Slaughter, LA, saw a pretty horrible tragedy, recently. An eight-year-old shot his ninety-year-old caregiver in the head, intentionally. It’s unclear the connection between the boy and the woman, but there’s no way you can play this as anything other than a tragedy.
But far be it from Louisiana Police not to trivialize this by blaming video games! Specifically, Grand Theft Auto IV.
Although a motive for the shooting is unknown at this time investigators have learned that the juvenile suspect was playing a video game, Grand Theft Auto IV, a realistic game that has been associated with encouraging violence and awards points to players for killing people, just minutes before the homicide occurred.
One of the biggest problems with blaming video games for tragedies like this is that it doesn’t do anything to prevent them. Cody Posey, one of the cases Jack Thompson tried to glom onto, is a pretty good example: Depending on who you ask, he either had severe psychological issues that were obvious, but left untreated… or he was subject to a nightmare of abuse that everyone around him was aware was happening and nobody lifted a finger to actually stop. Either situation is what you might call a “pressing social issue” but there was the usual sideshow about Grand Theft Auto in that case.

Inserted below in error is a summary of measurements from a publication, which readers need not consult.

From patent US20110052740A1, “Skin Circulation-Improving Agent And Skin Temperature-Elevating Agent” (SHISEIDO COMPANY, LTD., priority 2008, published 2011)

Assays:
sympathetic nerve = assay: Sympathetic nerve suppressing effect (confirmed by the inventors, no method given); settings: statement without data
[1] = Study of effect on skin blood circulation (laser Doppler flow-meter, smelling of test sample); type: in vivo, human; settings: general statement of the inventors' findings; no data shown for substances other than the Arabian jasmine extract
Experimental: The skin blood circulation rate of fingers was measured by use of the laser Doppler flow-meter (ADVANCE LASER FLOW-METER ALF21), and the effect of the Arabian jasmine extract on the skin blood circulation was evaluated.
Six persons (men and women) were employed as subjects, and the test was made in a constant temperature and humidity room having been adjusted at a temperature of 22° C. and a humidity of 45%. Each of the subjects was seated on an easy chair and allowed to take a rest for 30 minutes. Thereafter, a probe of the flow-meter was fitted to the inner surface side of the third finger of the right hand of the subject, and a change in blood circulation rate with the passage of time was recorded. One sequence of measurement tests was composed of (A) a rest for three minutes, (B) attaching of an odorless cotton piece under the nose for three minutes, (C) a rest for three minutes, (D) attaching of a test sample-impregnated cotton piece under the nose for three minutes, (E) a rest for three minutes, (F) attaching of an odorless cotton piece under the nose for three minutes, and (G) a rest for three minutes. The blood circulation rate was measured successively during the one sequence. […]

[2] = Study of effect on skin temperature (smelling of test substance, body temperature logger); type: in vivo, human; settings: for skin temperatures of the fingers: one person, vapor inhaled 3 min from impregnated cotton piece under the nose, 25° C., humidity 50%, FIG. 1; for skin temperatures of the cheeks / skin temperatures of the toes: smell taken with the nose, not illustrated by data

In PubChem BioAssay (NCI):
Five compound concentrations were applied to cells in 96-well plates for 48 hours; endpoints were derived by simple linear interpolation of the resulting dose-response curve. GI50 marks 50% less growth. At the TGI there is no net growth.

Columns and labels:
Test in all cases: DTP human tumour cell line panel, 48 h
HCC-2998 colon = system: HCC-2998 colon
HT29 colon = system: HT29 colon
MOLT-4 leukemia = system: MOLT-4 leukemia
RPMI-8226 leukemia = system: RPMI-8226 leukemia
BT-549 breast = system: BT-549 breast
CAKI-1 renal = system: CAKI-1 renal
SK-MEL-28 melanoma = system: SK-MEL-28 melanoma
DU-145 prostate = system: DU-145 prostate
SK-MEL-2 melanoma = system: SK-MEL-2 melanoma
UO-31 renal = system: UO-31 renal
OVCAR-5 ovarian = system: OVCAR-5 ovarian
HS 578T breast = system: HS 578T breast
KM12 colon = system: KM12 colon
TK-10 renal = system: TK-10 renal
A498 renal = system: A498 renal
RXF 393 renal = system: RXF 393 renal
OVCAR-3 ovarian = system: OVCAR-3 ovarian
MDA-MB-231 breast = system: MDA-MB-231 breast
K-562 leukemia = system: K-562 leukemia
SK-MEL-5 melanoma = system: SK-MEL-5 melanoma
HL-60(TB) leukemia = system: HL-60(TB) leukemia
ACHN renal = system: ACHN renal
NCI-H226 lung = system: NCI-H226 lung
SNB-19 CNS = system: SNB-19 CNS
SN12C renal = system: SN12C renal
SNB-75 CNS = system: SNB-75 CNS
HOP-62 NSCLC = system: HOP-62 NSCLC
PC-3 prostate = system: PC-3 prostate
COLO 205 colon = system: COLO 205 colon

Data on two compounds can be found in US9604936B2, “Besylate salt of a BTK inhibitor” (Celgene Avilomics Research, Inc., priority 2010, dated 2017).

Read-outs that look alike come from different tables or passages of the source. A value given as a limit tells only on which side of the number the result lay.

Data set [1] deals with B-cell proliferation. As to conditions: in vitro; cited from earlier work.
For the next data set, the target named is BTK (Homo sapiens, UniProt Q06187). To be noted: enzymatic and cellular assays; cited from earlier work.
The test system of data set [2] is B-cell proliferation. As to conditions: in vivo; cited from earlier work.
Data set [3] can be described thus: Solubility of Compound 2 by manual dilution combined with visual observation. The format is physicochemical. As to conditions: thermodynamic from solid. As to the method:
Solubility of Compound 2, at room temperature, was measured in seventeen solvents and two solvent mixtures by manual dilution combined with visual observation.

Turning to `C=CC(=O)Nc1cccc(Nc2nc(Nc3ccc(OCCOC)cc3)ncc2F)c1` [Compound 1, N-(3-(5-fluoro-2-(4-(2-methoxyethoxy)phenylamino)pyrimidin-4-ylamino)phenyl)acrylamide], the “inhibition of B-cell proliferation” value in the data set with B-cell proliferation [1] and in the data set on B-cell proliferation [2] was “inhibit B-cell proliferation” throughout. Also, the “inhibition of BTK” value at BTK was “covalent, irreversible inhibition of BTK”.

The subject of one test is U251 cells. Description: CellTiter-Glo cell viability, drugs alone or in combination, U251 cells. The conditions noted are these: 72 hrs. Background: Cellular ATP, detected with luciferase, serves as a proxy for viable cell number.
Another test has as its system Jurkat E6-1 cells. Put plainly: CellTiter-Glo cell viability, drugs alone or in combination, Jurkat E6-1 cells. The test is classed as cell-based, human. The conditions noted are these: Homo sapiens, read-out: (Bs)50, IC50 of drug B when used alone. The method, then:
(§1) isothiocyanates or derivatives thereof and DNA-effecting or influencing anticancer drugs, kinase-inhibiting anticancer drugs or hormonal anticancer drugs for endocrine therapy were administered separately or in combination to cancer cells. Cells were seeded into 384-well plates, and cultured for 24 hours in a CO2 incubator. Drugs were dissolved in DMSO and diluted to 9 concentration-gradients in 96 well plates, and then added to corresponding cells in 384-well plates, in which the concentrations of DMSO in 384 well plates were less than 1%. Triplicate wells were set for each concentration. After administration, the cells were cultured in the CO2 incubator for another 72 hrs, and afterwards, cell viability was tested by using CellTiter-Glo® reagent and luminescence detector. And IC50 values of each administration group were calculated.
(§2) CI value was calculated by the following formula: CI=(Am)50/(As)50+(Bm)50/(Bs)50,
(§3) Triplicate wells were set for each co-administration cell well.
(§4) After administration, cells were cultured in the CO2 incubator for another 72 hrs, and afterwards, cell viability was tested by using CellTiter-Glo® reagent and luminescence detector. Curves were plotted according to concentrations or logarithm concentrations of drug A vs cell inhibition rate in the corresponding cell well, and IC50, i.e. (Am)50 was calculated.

If this kid was in the care of a ninety-year-old woman who does not appear to be a direct relative, there’s likely a story there that we don’t know about, and it’s probably not a happy one. Children with psychological issues, or children who have psychological trauma visited on them by our child-care system, are often not given the treatment they need. As long as the kid is being fed and has no obvious bruises, they’re essentially left to deal with their problems on their own. This kid could simply not know the difference between reality and fantasy, or he could be actively dangerous. Almost certainly he has been failed, by his parents, by the system, or both.
It’s easier to blame media than it is to actually do something. But it’s also shameful, and hopefully the Slaughter police department has the decency to be embarrassed. Things like this shouldn’t happen, but as long as we pretend there are simple solutions to these problems, they will.